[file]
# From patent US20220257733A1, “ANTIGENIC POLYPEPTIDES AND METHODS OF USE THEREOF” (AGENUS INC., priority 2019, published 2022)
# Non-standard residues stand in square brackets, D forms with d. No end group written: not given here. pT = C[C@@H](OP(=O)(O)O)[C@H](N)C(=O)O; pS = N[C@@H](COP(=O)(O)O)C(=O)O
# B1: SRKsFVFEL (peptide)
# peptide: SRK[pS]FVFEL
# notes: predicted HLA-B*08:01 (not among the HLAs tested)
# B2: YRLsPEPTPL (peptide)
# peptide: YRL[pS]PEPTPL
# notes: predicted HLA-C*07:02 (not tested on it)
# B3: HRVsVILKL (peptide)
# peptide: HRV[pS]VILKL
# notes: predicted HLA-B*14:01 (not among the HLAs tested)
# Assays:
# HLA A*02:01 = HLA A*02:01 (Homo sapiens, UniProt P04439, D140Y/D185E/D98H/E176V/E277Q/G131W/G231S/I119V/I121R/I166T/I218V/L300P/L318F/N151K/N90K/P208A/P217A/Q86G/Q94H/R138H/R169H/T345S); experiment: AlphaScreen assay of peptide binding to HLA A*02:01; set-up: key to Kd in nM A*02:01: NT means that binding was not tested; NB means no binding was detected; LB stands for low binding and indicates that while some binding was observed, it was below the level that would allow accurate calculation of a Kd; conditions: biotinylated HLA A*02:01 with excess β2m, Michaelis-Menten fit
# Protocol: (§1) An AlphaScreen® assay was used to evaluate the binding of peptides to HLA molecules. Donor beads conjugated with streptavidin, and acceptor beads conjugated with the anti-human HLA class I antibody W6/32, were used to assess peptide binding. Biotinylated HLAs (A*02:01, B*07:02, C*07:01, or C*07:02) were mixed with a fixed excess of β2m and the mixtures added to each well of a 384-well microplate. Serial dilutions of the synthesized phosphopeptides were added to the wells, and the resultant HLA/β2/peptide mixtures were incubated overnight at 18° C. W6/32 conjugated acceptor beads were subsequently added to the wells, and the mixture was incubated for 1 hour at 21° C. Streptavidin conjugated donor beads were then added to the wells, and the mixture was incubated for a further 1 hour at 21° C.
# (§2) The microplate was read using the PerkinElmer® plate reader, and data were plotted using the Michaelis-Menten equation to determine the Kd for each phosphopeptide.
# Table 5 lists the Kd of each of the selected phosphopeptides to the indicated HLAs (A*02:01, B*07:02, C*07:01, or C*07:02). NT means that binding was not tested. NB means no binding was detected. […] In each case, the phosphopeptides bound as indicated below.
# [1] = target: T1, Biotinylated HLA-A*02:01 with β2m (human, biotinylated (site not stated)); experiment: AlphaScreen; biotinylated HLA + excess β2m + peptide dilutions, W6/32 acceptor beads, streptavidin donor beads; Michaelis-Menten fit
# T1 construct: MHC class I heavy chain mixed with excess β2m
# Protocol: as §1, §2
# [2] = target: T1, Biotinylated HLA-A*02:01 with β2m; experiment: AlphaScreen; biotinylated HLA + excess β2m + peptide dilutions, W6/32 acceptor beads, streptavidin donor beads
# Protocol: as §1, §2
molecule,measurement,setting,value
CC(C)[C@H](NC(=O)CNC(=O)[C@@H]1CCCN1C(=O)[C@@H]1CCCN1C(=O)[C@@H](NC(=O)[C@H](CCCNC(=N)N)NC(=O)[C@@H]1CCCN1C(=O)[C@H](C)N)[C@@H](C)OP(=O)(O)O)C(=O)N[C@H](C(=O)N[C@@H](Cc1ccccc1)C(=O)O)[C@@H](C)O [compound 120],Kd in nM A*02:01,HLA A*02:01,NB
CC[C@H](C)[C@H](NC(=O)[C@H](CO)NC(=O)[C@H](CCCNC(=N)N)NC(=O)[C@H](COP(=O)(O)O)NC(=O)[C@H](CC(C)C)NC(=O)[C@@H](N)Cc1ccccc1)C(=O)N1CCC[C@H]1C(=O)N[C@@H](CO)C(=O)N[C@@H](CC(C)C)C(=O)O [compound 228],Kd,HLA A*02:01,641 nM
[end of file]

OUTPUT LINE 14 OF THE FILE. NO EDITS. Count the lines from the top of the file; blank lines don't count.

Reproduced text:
# Protocol: (§1) An AlphaScreen® assay was used to evaluate the binding of peptides to HLA molecules. Donor beads conjugated with streptavidin, and acceptor beads conjugated with the anti-human HLA class I antibody W6/32, were used to assess peptide binding. Biotinylated HLAs (A*02:01, B*07:02, C*07:01, or C*07:02) were mixed with a fixed excess of β2m and the mixtures added to each well of a 384-well microplate. Serial dilutions of the synthesized phosphopeptides were added to the wells, and the resultant HLA/β2/peptide mixtures were incubated overnight at 18° C. W6/32 conjugated acceptor beads were subsequently added to the wells, and the mixture was incubated for 1 hour at 21° C. Streptavidin conjugated donor beads were then added to the wells, and the mixture was incubated for a further 1 hour at 21° C.